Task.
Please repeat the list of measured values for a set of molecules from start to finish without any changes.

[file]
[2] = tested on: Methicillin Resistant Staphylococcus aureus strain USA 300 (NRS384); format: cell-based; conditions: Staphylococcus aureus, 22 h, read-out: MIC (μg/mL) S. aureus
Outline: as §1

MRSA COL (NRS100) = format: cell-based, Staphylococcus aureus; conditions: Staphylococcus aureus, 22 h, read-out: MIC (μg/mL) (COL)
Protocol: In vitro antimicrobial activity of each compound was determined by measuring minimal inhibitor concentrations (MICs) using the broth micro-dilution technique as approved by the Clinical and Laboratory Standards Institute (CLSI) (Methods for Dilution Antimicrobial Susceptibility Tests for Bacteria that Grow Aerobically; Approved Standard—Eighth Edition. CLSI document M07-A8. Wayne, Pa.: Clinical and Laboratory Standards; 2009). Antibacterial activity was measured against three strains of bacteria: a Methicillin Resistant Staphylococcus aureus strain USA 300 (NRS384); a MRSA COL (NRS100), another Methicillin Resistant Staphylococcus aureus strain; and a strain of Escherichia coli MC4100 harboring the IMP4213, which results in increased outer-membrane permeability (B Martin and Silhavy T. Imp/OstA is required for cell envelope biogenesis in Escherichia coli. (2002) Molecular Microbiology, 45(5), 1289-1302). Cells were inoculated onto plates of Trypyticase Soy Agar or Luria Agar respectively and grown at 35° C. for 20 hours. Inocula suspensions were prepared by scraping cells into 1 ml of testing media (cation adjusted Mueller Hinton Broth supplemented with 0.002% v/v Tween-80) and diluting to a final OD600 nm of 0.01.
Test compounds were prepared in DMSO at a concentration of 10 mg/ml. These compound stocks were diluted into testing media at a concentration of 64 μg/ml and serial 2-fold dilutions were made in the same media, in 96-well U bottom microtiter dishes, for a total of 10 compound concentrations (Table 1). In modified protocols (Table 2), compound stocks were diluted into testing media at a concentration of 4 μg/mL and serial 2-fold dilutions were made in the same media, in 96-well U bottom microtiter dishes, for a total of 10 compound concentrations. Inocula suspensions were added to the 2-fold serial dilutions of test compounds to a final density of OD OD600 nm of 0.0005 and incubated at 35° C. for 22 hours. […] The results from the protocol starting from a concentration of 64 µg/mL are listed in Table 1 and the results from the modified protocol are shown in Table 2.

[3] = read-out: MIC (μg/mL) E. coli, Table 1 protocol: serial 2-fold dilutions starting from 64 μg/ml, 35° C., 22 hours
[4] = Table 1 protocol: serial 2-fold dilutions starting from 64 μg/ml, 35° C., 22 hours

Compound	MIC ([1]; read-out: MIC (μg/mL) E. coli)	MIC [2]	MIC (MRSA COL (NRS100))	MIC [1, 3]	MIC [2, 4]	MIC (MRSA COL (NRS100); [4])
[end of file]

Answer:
[2] = tested on: Methicillin Resistant Staphylococcus aureus strain USA 300 (NRS384); format: cell-based; conditions: Staphylococcus aureus, 22 h, read-out: MIC (μg/mL) S. aureus
Outline: as §1

MRSA COL (NRS100) = format: cell-based, Staphylococcus aureus; conditions: Staphylococcus aureus, 22 h, read-out: MIC (μg/mL) (COL)
Protocol: In vitro antimicrobial activity of each compound was determined by measuring minimal inhibitor concentrations (MICs) using the broth micro-dilution technique as approved by the Clinical and Laboratory Standards Institute (CLSI) (Methods for Dilution Antimicrobial Susceptibility Tests for Bacteria that Grow Aerobically; Approved Standard—Eighth Edition. CLSI document M07-A8. Wayne, Pa.: Clinical and Laboratory Standards; 2009). Antibacterial activity was measured against three strains of bacteria: a Methicillin Resistant Staphylococcus aureus strain USA 300 (NRS384); a MRSA COL (NRS100), another Methicillin Resistant Staphylococcus aureus strain; and a strain of Escherichia coli MC4100 harboring the IMP4213, which results in increased outer-membrane permeability (B Martin and Silhavy T. Imp/OstA is required for cell envelope biogenesis in Escherichia coli. (2002) Molecular Microbiology, 45(5), 1289-1302). Cells were inoculated onto plates of Trypyticase Soy Agar or Luria Agar respectively and grown at 35° C. for 20 hours. Inocula suspensions were prepared by scraping cells into 1 ml of testing media (cation adjusted Mueller Hinton Broth supplemented with 0.002% v/v Tween-80) and diluting to a final OD600 nm of 0.01.
Test compounds were prepared in DMSO at a concentration of 10 mg/ml. These compound stocks were diluted into testing media at a concentration of 64 μg/ml and serial 2-fold dilutions were made in the same media, in 96-well U bottom microtiter dishes, for a total of 10 compound concentrations (Table 1). In modified protocols (Table 2), compound stocks were diluted into testing media at a concentration of 4 μg/mL and serial 2-fold dilutions were made in the same media, in 96-well U bottom microtiter dishes, for a total of 10 compound concentrations. Inocula suspensions were added to the 2-fold serial dilutions of test compounds to a final density of OD OD600 nm of 0.0005 and incubated at 35° C. for 22 hours. […] The results from the protocol starting from a concentration of 64 µg/mL are listed in Table 1 and the results from the modified protocol are shown in Table 2.

[3] = read-out: MIC (μg/mL) E. coli, Table 1 protocol: serial 2-fold dilutions starting from 64 μg/ml, 35° C., 22 hours
[4] = Table 1 protocol: serial 2-fold dilutions starting from 64 μg/ml, 35° C., 22 hours

Compound	MIC ([1]; read-out: MIC (μg/mL) E. coli)	MIC [2]	MIC (MRSA COL (NRS100))	MIC [1, 3]	MIC [2, 4]	MIC (MRSA COL (NRS100); [4])